This mansion was unusual, having been designed for Bahá’u’lláh's father as one of the Sháh's important ministers whose specific assignment was to advise and look after the Shah's eldest son, a young prince who then had the title of governor of the province of Luristán. As Bahá’u’lláh grew to manhood, the house was more and more used for guests who were particularly attracted by its provisions for escaping summer heat, not only in the vaulted basements by day but while sleeping upon its extensive roofs by night, usually beneath specially-made mosquito net canopies, these insects being plentiful in Tihrán throughout most of the year. After His father died when Bahá’u’lláh was twenty-two, He grew accustomed to spending more of His time at His various country houses to the north, usually leaving the Tihrán house entirely in the hands of guests.
The Black Pit
This morning we drove to the Shah's old summer palace high up toward the foothills of the Elburz Mountains and saw the approximate place where Bahá’u’lláh was arrested in August 1852, stripped of His outer clothing and driven barefooted and bareheaded before an abusive mob all the many miles down to the dungeon to be imprisoned in heavy chains for four months. We drove over the same road He trod in His bare feet. It was probably a dirt road then but is now asphalted. Along both sides remain many old trees that were there on that terrible day and younger ones that have grown up since. Most of them are ash, I believe, with occasional planes and mulberry trees among them.
There is not much to see of the dungeon of Síyyáh-Chál, which means Black Pit, because it is underground and inaccessible because of the large modern buildings now being erected around it, but from the third story of one of these a few rubble-strewn ruins and portions of brick wall could be glimpsed behind a row of poplars. These ruins, however, are undoubtedly the remains of a domed building constructed above the Síyyáh-Chál after Bahá’u’lláh was there and which collapsed relatively recently. The actual dungeon is entirely underground, having originally been built as a water reservoir for one of the city's public baths, then later adapted as a place for confining the most dangerous criminals and enemies of the state. It is described as about eighteen feet deep, watertight and undrainable, with no opening but a small aperture at the top of three flights of very steep stairs. It was almost pitch dark and reeked with the foul stench from nearly 150 prisoners kept there under heavy chains and their legs in stocks without any provisions for sanitation. There was no structure above ground at that time but an open "prison yard" to which the prisoners were hauled up each day at the time of the noon prayer for a little air and exercise — presumably so they wouldn't just rot away in the pestilential vermin-infested hole and thus spoil the program of torturing and killing them. The Sháh evidently took some personal interest in their treatment for his city palace and its ample gardens adjoin the Síyyáh-Chál on its north side and stand there today as a public museum with glittering hallways of millions of tiny mirrors and elaborate exhibits of royal gifts from the crowned heads of Europe and Asia. It is said that in 1852 the Sháh in his bed at night must have actually heard the prayers chanted by Bahá’u’lláh and His many fellow Bábís who were exultantly awaiting martyrdom just beyond his garden wall.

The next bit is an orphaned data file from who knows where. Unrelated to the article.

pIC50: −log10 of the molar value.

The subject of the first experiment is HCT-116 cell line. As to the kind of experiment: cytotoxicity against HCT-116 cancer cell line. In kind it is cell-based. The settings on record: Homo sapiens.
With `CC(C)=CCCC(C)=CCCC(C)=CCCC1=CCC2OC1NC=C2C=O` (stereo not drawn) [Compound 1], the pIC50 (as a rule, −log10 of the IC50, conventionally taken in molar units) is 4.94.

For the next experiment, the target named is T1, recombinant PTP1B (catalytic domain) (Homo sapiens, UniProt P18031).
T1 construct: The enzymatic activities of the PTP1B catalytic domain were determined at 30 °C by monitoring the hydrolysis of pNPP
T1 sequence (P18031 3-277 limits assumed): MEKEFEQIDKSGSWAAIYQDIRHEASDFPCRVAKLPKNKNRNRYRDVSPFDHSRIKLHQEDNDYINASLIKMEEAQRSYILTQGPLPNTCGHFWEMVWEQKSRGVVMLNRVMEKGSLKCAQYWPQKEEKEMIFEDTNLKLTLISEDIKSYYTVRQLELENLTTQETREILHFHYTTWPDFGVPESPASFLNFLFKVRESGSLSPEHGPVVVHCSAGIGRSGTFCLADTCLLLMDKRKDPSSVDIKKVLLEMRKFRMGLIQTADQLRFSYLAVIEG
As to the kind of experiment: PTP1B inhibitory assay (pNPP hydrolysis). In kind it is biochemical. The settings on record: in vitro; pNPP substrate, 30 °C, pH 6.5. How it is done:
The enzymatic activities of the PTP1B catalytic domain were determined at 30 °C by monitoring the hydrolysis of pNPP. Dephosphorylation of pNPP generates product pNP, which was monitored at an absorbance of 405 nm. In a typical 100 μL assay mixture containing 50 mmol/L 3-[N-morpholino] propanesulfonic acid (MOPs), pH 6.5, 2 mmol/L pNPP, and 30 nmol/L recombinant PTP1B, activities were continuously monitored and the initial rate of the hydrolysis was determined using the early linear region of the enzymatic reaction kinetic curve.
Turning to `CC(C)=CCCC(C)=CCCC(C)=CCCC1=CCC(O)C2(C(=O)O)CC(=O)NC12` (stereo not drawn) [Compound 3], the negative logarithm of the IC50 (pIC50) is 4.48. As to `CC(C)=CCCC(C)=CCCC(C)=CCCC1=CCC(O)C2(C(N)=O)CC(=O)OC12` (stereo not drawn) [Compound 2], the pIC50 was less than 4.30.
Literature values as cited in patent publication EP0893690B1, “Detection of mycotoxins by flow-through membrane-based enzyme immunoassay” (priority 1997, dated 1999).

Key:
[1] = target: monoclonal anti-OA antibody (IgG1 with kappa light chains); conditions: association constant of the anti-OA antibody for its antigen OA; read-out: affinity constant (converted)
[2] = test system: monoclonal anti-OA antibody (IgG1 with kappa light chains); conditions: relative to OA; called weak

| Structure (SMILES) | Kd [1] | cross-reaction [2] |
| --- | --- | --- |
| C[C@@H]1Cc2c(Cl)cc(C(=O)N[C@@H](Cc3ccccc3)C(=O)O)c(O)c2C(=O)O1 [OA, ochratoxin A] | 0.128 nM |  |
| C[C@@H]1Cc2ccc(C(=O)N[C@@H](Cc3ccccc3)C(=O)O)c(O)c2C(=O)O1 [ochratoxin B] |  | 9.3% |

Leaving the Síyyáh-Chál, we visited a near by large circular public square where many Bábís were beheaded during that same period of persecution, there having been a raised brick platform there at the time so the large blood-thirsty crowds could see every detail without obstruction. We also saw the garden where Táhirih was martyred, apparently some half a mile northwest of the Síyyáh-Chál. The area belonged then to the "chief of the nomads" in the Tihrán region who, I understand, lived in a comfortable house near by. The garden probably contained many large pine trees, ashes, elms, etc. for tall and beautiful old pines still stand there and many other trees, though now the city is closing in. A "modern" hospital is already there and tennis courts and a swimming pool. Yet birds continue to enjoy the garden and I noticed wagtails, hooded crows and sparrows. The well where Táhirih was buried is now unmarked and unknown but, I'm told, ‘Abdu’l-Bahá reasonably predicted it would be discovered in time and made into an appropriate and beautiful shrine.